I suppose I should give you credit, though; at least, you weren’t “texting” (which is even more distracting—and appears to have been contributory to a significant number of fatal mishaps), you didn’t have a child in the back seat (unlike the woman in Dallas last month–also talking on her phone, by the way–who cruised right through a stop sign just as I started a left turn in front of her; she never did stop—though she did look directly at me and cringe when she saw the nose of my tractor dip as I hit the brakes), and you weren’t doing anything patently illegal (unlike the guy driving the Volvo station wagon near Town Creek, Alabama who was so concerned with the safety of the two kids he had securely strapped into their car seats that he purchased the vehicle touted by its manufacturer as “the safest car in the world”; Volvo, however, can’t indemnify idiots who try to pass trucks on the shoulder of a two-lane highway and manage to just miss a looming bridge abutment by a split second—though he skillfully continued his phone conversation throughout. He seemed to not even notice that I nearly rolled over my truck in my attempt to avoid him. I had to shake my head at the irony of the “CAUTION: CHILD ON BOARD” sticker that adorned his car’s rear bumper.)

Sadly, these are not fabrications; all these events occurred as described. Worse, they’re becoming more commonplace.

Ask any truck driver: when we see an expensive late-model car going usually five to ten miles per hour below the posted speed limit (as if you don’t have a cruise-control feature) which may or may not be weaving…five’ll getcha ten that when we pull alongside you you’ll be engrossed in a phone conversation. We equate this with the fundamental inability to walk and chew gum at the same time.

You, like increasing numbers of drivers, forgot that the single most important task facing you was to control the vehicle. And it nearly cost you your life.

Cell phones have become a part of our lives; they’re not going away—nor is talking while driving. If you can’t “multitask”, though…park the car.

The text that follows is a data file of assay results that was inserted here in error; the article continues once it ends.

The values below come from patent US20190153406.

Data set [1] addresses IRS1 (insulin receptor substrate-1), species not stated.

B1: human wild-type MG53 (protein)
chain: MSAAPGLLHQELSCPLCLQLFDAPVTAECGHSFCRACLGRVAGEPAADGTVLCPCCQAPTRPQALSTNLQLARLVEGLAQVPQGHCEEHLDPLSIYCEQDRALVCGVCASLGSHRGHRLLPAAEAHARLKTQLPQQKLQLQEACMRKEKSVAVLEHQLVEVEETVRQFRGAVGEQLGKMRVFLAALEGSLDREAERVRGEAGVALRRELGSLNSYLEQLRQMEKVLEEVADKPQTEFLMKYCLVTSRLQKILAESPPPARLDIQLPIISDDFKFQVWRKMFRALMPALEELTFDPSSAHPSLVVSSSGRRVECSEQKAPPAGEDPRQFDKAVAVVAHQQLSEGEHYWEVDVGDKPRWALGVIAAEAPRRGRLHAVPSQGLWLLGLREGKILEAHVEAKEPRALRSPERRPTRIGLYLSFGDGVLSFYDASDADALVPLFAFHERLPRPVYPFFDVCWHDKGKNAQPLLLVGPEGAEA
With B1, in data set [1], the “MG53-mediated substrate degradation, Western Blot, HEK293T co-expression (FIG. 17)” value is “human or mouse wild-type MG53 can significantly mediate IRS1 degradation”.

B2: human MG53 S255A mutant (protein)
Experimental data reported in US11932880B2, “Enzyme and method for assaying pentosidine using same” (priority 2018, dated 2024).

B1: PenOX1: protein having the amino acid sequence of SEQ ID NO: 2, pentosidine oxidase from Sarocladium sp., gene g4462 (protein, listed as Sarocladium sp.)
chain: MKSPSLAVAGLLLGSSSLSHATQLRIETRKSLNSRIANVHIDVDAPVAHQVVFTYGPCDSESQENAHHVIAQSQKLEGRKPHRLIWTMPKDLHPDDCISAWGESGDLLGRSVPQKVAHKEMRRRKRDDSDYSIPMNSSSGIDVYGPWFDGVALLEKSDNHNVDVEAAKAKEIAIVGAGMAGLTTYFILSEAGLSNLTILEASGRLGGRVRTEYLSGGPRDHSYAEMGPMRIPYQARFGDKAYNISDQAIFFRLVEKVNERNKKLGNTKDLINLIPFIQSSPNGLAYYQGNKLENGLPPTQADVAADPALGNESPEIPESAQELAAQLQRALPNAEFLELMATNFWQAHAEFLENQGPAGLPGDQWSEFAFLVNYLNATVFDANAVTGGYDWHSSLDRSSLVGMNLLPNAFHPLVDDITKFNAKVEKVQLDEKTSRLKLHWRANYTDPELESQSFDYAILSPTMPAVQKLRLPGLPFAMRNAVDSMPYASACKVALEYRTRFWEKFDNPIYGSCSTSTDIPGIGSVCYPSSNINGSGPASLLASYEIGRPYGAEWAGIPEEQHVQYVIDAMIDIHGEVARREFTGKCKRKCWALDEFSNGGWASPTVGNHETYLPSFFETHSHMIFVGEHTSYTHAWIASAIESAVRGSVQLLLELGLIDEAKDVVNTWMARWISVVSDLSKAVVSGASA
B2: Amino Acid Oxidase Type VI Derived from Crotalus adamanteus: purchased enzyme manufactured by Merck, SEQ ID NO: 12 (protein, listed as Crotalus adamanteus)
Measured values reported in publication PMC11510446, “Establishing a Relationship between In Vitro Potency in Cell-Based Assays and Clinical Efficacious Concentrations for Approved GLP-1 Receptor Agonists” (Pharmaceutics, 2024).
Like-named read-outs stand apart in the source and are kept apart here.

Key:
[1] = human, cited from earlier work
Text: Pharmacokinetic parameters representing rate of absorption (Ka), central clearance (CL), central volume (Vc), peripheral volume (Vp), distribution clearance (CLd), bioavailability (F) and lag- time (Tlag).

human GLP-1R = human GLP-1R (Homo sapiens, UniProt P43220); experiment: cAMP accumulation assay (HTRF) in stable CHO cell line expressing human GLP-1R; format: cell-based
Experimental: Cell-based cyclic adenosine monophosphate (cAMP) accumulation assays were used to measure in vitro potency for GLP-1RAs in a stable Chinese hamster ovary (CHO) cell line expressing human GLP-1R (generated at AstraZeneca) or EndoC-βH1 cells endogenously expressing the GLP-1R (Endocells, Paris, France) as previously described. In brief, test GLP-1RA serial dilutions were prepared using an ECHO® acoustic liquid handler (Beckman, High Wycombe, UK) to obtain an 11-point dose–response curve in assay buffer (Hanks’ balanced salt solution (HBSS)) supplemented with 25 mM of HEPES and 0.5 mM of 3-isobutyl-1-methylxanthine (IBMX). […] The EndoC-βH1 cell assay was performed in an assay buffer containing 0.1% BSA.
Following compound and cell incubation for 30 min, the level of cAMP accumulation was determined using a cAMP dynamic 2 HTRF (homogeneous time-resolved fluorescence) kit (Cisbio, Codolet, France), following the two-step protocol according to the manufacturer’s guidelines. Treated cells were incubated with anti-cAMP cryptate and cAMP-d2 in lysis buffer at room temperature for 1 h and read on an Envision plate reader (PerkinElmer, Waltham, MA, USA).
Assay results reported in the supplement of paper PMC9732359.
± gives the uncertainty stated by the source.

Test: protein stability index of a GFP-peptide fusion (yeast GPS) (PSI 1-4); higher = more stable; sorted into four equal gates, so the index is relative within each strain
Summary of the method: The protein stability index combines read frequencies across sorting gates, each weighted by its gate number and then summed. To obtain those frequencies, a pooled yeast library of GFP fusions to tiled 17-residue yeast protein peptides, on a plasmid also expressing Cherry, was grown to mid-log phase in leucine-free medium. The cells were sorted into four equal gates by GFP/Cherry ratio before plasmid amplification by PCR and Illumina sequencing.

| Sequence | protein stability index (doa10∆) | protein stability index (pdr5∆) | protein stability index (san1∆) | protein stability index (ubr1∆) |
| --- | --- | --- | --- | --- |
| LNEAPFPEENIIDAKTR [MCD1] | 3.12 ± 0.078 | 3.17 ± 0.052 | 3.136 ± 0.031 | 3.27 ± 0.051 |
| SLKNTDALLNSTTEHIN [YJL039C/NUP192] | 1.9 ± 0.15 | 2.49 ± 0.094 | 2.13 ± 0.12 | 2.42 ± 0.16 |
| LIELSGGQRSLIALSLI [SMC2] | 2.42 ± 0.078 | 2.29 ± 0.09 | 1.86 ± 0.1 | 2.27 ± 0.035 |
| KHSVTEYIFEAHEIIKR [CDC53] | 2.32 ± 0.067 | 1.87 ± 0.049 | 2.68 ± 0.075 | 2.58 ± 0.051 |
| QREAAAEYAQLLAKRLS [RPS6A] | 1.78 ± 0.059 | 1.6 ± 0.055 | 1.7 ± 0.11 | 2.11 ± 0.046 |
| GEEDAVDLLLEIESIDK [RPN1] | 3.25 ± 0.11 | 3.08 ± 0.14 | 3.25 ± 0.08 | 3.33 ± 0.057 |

I don’t need you on my conscience.

Posted in cell phones, driving | 1 Comment »

Veterans Day

Posted by The Curmudgeon on November 13, 2009

Note: This started as a simple email to friends and fellow veterans. Owing to the response I received, I decided to spruce it up a little and include it here. —Jim

To my fellow veterans:

Perhaps it’s because of the times we live in, with troops in harm’s way. Or it might be the still-fresh memory of the massacre at Ft. Hood. Or it could be owing to recent communications with former brothers (and sisters) -in-arms. Whatever the source, I’m feeling particularly sentimental about Veterans Day—our Day—this time around. It always happens, but…for some reason, it’s a stronger feeling today.

Some of you I served with. Some, I didn’t. No matter. I’ve always felt that—regardless of our respective histories—we share something very special. I suspect you all feel the same.

Some time ago, I was seated at a blackjack table in Tunica, MS. I’d been engaged in sporadic conversation with the young man seated alongside me, and learned that he’d recently returned from his second tour in Iraq. I asked the usual questions (we all know them—right?) : Where are you from? What’s your MOS? How long’ve you been in?

This, of course, revealed to him (we all recognize the signs and subtle signals) that I’d spent time in the military, as well—and in fact we had Army service in common (like I said: we all recognize the telltale signs of a brother-in-arms). He then surprised me by extending his hand and saying: “Thanks for your service.”

Such a gesture seems to have become more common in recent years—and I kinda like it. However, no one had ever said it to me before; frankly, it caught me a little off-guard. Yes, I’d served. My military career was, however, decidedly unremarkable. No hero. Just did my job—like most of us. To be honest, I felt a tinge of humility hearing a “Thank-you” from someone so recently returned from the jaws of Hell.

Almost sheepishly, I grasped the proffered hand and shook it firmly. “No,” I said. “Thank-you. My time was long ago and a helluva lot easier.”

And then he said it.

“You served,” he said evenly, still gripping my hand. “That’s all that matters.”

And the steady, certain look in his eyes confirmed that he’d meant what he’d said.

He was right.

It doesn’t matter whether we were cooks, grunts, supply clerks, swabbies, wrench-turners, jarheads, or cannon-cockers.

We served—and that is all that matters. Many—most—didn’t. We did.

I’m reminded of a Marine recruiting billboard showing a split-view of a young man’s face. One half was the boyish look he’d borne before he enlisted; the other half was the steel-jawed look that Uncle Sam put on him. The caption was simple: “The change is forever.”